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2010 Contrarian Prediction of the Disastrous Consequences of ZIRP & Free Money Policy In the Banking System, Year 5 Featured

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Listen to this video to hear my opinion of ZIRP starving the banks in 2010 when nearly every single economist analyst and pundit swore that ZIRP would be free money and unlimited profits for said industry. If you don't want to hear my opinion on derivative daisy chain risk afterward, fast forward to the 6:18 marker to see how the contrarian opinion panned out the following year.

Fast forward again, by three years, and we're not only still flirting with ZIRP (despite proclamations to the contrary) but European NIRP. Those that read my analysis know how I feel that will turn out for European banks. After all, if zero is bad, less than zero is probably...


See this article from American Banker, the banking industry's pre-eminent trade rag (subscription may be required, so I'll excerpt a pertinent portion): U.S. Bancorp, PNC Lack Options to Counter Low Rates

The latest quarterly results from U.S. Bancorp and PNC Financial Services Group illustrate the same hard truths: earnings are going to be lackluster until rates go up, and regional banks and their investors will have to keep toughing it out.

Why? Margins are continuing to erode, offsetting low yields with volume is proving tougher than expected, fee businesses are not enough of a supplement, and most cost-cutting efforts have been exhausted.

... PNC in Pittsburgh is no different from other institutions in how it is being affected by low interest rates— they are killing its spread income.

Now, go to the 0:55 marker in this video and listen for a minute or two, then continue reading.

Chairman and Chief Executive Bill Demchak forecasted that rates will not rise as soon, or at a fast enough clip, as he would prefer.

"It's also clear given the most recent jobs data and some data out this morning on manufacturing that we are likely to see interest rates rise later and slower than previously anticipated," Demchak said Wednesday. "If correct, it will have an impact on our net interest income for the remainder of the year and out years. We can't ignore the realities of the current environment."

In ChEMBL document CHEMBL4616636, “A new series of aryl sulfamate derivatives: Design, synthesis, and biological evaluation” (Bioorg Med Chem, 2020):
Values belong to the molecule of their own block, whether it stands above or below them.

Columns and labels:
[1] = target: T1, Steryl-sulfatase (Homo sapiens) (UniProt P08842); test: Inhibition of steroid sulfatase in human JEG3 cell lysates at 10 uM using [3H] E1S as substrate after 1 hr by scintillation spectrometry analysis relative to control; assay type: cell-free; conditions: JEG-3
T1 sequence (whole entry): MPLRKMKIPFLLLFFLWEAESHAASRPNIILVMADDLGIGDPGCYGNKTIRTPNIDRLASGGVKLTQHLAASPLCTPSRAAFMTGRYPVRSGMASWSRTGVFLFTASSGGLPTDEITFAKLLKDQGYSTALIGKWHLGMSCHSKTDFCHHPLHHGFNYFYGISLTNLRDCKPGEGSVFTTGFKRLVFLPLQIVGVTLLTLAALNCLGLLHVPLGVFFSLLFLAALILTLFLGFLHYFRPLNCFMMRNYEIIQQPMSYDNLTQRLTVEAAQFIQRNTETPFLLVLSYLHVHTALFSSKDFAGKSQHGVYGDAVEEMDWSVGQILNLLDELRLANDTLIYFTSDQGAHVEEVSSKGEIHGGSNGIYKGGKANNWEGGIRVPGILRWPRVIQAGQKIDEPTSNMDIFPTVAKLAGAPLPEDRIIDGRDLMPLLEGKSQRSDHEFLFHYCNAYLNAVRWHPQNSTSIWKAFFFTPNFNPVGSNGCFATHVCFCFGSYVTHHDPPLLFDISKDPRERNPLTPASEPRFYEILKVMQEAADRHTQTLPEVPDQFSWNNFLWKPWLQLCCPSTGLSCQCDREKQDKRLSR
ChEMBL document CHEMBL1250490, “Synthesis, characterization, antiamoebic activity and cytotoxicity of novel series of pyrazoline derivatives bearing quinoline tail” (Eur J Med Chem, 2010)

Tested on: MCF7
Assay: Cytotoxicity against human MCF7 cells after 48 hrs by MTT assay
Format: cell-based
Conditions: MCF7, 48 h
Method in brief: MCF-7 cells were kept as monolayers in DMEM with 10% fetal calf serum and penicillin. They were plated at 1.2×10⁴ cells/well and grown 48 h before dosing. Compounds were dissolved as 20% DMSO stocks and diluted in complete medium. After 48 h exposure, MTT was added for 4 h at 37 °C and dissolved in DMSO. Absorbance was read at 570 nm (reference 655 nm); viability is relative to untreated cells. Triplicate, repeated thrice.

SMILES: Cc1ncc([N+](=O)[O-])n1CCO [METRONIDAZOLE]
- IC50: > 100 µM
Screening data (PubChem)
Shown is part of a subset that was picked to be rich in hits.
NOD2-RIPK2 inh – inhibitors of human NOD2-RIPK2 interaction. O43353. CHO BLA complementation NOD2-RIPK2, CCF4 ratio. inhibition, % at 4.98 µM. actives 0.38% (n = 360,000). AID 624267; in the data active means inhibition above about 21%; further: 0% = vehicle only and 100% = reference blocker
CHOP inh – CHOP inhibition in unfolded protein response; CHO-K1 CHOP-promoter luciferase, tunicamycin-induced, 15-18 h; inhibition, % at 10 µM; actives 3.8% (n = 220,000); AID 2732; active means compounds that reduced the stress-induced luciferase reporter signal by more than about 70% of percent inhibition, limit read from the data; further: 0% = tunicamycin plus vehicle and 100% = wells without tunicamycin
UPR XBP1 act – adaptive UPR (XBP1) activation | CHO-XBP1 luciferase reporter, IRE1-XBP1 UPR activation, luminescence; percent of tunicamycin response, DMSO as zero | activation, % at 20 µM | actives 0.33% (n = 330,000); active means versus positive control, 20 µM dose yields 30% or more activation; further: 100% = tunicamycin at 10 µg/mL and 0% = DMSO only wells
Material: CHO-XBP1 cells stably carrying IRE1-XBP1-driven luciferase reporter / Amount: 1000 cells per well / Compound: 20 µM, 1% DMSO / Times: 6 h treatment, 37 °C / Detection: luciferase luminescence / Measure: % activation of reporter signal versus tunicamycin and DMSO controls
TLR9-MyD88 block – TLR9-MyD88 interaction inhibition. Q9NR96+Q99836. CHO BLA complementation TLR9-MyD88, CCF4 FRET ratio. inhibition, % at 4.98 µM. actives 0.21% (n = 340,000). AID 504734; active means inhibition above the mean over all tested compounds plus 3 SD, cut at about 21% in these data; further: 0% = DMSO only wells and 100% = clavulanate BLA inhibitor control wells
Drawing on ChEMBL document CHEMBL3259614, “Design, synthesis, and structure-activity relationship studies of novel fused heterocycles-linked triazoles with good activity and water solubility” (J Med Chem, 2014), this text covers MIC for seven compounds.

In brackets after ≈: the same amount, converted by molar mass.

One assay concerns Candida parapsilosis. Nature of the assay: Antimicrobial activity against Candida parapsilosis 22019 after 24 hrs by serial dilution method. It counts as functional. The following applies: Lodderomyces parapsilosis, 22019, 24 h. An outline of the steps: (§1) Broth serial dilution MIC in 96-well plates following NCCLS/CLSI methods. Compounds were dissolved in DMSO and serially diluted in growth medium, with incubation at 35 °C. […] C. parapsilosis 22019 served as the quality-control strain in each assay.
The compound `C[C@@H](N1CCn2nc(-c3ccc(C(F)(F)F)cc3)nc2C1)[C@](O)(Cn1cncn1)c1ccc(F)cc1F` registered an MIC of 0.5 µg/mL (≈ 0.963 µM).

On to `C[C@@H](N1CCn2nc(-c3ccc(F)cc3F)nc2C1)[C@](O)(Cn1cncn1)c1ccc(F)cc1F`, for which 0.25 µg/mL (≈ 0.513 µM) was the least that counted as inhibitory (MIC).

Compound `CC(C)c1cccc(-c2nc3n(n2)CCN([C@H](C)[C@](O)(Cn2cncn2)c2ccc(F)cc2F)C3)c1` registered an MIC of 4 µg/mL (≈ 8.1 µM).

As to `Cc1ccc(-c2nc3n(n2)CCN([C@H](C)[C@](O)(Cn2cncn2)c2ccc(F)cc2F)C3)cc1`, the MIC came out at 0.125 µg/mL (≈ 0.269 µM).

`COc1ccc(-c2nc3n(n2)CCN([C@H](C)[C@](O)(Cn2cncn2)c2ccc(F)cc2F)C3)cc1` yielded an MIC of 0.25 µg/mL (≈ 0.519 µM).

If the Federal Reserve postpones raising rates until the fall, it will keep a lid on revenue growth, Rob Reilly, PNC's chief financial officer, said during the conference call.

Richard Davis, chairman and CEO of U.S. Bancorp, also acknowledged the burning question as to when and how rates will rise: will there be four hikes starting in June, or two hikes starting in September? However, Davis returned to his often-cited theory that a rate increase is going to cause a "tsunami" of activity as borrowers scurry to lock in rates before they tick up higher.

"What's most important is it starts at all," Davis said. "I've got to tell you, that is way more important than the number of times that it occurs."

Keep hope alive, my friend. Keep hope alive. Oh yeah! This just in from the Wall Street Journal - It looks increasingly likely that the Federal Reserve won't be raising interest rates in June, amid a rash of negative economic news. Surprise. Surprise! You know things are getting worse when you see more bailouts coming before we finish ending the last bailout program (ZIRP) - The Federal Reserve has decided to let U.S. banks make limited use of municipal bonds to meet liquidity requirements

The solution? Financial services companies (ie. banks) as software in the fortified cloud (the blockchain).

No balance sheet exposure, ex. no Lehman Brothers.

No rehypthoceation, ex. no MF Global.

No excess leverage, ex. no Bear Stearns

No incentive for fraud, ex. no, well... That list takes longer than time I have to type, but you get the message.



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